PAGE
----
 Plot the business factor in relation to the number of
employees to determine the labor productivity ratio.
 Compute the productivity ratio for the past five years.
 Calculate human resources demand by multiplying
the business factor by the productivity ratio.
 Project human resources demand out to the target
year(s).

Copyright © 2004 South-Western. All rights reserved. 4–17


Example of Trend Analysis of HR Demand

BUSINESS  LABOR = HUMAN RESOURCES


FACTOR PRODUCTIVITY DEMAND
YEAR (SALES IN THOUSANDS) (SALES/EMPLOYEE) (NUMBER OF EMPLOYEES)

1997 $2,351 14.33 164


1998 $2,613 11.12 235
1999 $2,935 8.34 352
2000 $3,306 10.02 330
2001 $3,613 11.12 325
2002 $3,748 11.12 337
2003 $3,880 12.52 310
2004* $4,095 12.52 327
2005* $4,283 12.52 342
2006* $4,446 12.52 355
*Projected figures
Figure 4.4
Copyright © 2004 South-Western. All rights reserved. 4–18
Qualitative Approaches to Demand
Forecasting
• Management Forecasts
 The opinions (judgments) of supervisors, department
managers, experts, or others knowledgeable about
the organization’s future employment needs.
• Delphi Technique
 An attempt to decrease the subjectivity of forecasts
by soliciting and summarizing the judgments of a
preselected group of individuals.
 The final forecast represents a composite group
judgment.

Copyright © 2004 South-Western. All rights reserved. 4–19


Forecasting Supply of Employees: Internal
Labor Supply
• Staffing Tables
• Markov Analysis
• Skill Inventories
• Replacement Charts
• Succession Planning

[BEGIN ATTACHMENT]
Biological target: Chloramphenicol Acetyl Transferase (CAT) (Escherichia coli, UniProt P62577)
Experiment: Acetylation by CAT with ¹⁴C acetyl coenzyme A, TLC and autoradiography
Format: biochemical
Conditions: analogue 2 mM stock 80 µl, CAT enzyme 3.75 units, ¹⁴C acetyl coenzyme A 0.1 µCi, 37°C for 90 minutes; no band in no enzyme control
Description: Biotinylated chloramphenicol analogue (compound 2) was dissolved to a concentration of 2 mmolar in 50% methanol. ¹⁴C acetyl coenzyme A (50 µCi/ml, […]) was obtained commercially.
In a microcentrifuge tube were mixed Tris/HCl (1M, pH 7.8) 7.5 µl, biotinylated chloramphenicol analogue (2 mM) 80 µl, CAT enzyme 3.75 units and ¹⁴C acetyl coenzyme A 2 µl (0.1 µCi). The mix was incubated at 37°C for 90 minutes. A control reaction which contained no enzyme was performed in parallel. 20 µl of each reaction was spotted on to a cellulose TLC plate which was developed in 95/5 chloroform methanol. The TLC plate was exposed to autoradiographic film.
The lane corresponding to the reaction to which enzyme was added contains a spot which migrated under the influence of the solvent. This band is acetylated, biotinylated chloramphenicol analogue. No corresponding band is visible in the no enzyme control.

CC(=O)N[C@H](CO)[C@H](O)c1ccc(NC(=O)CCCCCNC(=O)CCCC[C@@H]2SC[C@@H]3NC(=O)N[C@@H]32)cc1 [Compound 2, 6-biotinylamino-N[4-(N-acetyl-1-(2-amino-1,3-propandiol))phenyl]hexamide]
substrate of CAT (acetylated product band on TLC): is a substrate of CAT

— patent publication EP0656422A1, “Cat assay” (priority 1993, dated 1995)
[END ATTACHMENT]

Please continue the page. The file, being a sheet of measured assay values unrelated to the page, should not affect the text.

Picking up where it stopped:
Copyright © 2004 South-Western. All rights reserved. 4–20


Forecasting Internal Labor Supply

• Staffing Tables
 Graphic representations of all organizational jobs,
along with the numbers of employees currently
occupying those jobs and future (monthly or yearly)
employment requirements.
• Markov Analysis
 A method for tracking the pattern of employee
movements through various jobs.

Copyright © 2004 South-Western. All rights reserved. 4–21


Hypothetical Markov Analysis for a Retail Company

Figure 4.5
Copyright © 2004 South-Western. All rights reserved. 4–22
Internal Demand Forecasting Tools

• Skill Inventories
 Files of personnel education, experience, interests,
skills, etc., that allow managers to quickly match job
openings with employee backgrounds.
• Replacement Charts
 Listings of current jobholders and persons who are
potential replacements if an opening occurs.
• Succession Planning
 The process of identifying, developing, and tracking
key individuals for executive positions.

Copyright © 2004 South-Western. All rights reserved. 4–23


An Executive
Replacement
Chart

Figure 4.6
Copyright © 2004 South-Western. All rights reserved. 4–24
Forecasting Supply of Employees: External
Labor Supply
• Factors Influencing the External Labor Supply:
 Demographic changes in the population
 National and regional economics
 Education level of the workforce
 Demand for specific employee skills
 Population mobility
 Governmental policies

Copyright © 2004 South-Western. All rights reserved. 4–25


Sources of Information About External
Labor Markets
• U.S. Department of Labor publications
 Bureau of Labor Statistics (BLS)
 Monthly Labor Review
 Occupational Outlook Handbook

• State and local planning and development


agencies
• Chambers of Commerce
• Industry and trade group publications
• State and local employment agencies

Copyright © 2004 South-Western. All rights reserved. 4–26


College Graduates in
the Labor Force, 2000
(Thousands)

Figure 4.7
Copyright © 2004 South-Western. All rights reserved. 4–27